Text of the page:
Recently I read a book (shocker, I know).
It had a great premise.
The main character was Black and gay, and I'm all about the #WeNeedDiverseBooks movement and the #OwnVoices movement.
It was a fairy tale retelling that really reworked the original and challenged the sexist stereotypes, and ai am HERE for that.
it was boring.
THERE. I said it. I ended up skimming through the last half of the book just to see what happened and if my guesses were correct. But I could just as easily have put it down and never thought of it again.
I have a "skimmed" shelf on GR so I can mark that I've interacted with a book without having to rate it. If I were going to rate it, I would have given it a 2. It wasn't vile or offensive (1), but it wasn't good (3).
But given how important I think it is for all people (and especially all young people) to see themselves represented in books, I would have been tempted to give it a 3.
And given how many authors I've seen decrying the reviewers who say "Well I hate YA, so I hated it--2 stars" I might have even been tempted to rate it higher. Maybe the predictability would have seemed fresh to a younger reader? Maybe the love at first sight romance would have seemed dreamy instead of annoying when I was 15? Is it a four star book for what it is, even if 'what it is' is not my cup of tea?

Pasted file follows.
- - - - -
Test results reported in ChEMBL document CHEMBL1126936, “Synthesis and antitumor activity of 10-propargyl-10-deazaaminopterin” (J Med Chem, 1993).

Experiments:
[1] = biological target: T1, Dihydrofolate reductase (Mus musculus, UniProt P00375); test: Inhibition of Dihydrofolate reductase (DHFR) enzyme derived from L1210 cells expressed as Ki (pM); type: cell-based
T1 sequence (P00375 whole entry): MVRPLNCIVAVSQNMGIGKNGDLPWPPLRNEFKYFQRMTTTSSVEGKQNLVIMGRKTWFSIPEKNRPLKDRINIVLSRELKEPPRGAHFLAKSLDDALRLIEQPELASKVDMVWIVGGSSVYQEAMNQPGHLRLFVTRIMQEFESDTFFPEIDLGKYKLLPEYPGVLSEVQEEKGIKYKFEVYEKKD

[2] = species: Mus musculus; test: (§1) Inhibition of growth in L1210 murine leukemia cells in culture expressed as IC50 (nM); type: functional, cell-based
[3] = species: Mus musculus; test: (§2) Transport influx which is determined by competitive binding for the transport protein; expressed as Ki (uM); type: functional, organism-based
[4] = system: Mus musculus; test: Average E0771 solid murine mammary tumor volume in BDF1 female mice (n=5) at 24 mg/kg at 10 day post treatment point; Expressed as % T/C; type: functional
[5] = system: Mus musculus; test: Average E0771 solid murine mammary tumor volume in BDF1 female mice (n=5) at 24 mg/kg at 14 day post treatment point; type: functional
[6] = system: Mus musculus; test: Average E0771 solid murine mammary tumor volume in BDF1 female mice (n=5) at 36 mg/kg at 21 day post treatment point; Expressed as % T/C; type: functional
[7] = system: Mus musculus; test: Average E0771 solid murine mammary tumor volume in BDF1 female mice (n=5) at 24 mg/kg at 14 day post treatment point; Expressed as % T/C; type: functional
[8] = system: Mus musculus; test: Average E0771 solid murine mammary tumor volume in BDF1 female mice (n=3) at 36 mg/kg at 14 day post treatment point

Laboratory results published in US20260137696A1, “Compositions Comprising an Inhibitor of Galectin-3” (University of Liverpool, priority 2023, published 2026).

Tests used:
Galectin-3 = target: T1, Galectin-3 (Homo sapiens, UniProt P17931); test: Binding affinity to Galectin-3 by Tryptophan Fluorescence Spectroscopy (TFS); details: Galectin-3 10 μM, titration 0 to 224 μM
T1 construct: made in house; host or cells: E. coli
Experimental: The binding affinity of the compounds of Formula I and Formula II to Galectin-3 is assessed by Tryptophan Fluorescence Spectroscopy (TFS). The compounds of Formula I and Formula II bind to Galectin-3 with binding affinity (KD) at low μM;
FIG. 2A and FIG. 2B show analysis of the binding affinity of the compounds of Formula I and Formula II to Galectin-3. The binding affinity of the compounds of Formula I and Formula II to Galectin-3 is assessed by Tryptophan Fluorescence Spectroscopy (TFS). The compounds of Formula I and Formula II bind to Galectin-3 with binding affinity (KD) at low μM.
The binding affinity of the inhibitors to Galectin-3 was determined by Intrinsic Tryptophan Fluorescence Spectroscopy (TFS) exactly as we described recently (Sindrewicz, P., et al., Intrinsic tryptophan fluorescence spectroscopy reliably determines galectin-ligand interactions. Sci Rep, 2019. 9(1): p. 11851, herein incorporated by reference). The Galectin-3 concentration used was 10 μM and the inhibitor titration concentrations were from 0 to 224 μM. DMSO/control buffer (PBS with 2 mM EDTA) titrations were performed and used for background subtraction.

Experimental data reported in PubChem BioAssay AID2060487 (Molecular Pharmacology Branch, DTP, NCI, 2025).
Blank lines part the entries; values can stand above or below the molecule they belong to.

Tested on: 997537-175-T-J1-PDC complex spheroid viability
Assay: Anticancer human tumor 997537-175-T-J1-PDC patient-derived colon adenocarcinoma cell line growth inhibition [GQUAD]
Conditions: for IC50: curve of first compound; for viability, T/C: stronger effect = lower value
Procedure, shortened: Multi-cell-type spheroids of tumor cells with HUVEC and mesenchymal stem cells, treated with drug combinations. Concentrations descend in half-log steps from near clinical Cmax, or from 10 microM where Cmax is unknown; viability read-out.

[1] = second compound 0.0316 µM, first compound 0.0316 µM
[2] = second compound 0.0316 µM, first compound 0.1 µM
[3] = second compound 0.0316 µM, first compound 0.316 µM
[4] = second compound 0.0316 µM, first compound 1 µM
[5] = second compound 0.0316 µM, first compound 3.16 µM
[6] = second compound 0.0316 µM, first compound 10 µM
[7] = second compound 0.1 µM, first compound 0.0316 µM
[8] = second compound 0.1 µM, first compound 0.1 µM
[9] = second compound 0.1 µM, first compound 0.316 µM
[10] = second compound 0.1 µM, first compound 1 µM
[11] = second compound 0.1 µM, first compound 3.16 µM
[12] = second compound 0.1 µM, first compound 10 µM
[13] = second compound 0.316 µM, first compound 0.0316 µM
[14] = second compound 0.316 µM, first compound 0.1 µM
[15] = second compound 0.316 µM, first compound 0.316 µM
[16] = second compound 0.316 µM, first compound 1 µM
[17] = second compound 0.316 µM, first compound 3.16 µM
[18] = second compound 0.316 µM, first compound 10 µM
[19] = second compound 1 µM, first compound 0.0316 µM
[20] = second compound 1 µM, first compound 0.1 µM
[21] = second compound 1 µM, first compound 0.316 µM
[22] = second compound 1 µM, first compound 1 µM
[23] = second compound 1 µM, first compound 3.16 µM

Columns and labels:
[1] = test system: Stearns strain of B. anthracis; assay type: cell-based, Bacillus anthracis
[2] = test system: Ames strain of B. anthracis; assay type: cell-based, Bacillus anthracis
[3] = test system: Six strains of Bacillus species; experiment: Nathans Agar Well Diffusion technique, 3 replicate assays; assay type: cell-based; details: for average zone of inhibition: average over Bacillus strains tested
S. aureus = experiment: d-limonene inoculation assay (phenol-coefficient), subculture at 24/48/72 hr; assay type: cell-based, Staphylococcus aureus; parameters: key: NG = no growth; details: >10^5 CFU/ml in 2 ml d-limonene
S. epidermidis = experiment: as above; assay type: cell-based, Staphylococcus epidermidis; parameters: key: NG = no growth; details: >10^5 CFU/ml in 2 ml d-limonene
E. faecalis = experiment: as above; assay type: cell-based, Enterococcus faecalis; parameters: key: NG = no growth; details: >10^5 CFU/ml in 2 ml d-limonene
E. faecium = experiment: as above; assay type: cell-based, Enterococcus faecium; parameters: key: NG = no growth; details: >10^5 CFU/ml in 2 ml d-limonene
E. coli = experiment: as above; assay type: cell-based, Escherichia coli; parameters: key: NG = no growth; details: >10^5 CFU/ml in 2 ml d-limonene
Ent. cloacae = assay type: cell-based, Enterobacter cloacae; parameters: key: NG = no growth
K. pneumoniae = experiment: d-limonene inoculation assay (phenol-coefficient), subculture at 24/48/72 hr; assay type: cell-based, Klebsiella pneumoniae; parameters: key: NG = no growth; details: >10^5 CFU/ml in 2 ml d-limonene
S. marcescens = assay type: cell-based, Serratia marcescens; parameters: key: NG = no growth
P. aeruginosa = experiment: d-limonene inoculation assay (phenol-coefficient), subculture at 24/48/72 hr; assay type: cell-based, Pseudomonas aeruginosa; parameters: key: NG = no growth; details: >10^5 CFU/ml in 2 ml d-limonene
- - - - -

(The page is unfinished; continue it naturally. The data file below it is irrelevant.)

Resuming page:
Which brings me to the question at hand. I've bemoaned this before, as have many of you, but the ratings side of things is frustrating. For my own record keeping, I want to write down how I felt about the book. But I don't want potential readers, who might well love it, to be turned away from it. I've been splitting the difference for awhile now, putting half stars on the Google form I use for more extensive record keeping and rounding up on Goodreads. But that doesn't seem sustainable. There's also the issue that my understanding of ratings (3 and up is positive) doesn't match what it seems publishers and authors believe (anything below 3 is an insult). And that doesn't even get into the theoretical "True" audience for reviews, other readers.
The only time I look at ratings for books is if I'm trying to decide between specific books to spend money on. If I'm at the library, I'll grab anything that sounds good. No skin off my teeth if I don't like it! If students have requested a book, I'll buy it for them. I'm here to make readers, not judge them. But if I'm looking at a list of books that SOUND like my students might like them, then I'll pull up their ratings and see if there are any outliers. 4.5 and up? I should probably get it. 3.3 and below? Probably not. And yet, who is rating these middle grade and young adult novels? If it's other teachers, librarians, and adults who like a good story, is that really going to give me a good idea of what my students will like? This is why we get the complaints about reviews from people the book wasn't written for.
What do you think? Do you rate books for yourself or for other readers? Rounding up or rounding down? With descriptors instead of stars? (And if that one, do you feel like you're just calling 1-5 by new names?) CAN WE GET THE AUTHORS TO JUST STAY OFF GOODREADS FOR THEIR OWN SANITY? Do you use ratings when making decisions about what to read and/or purchase?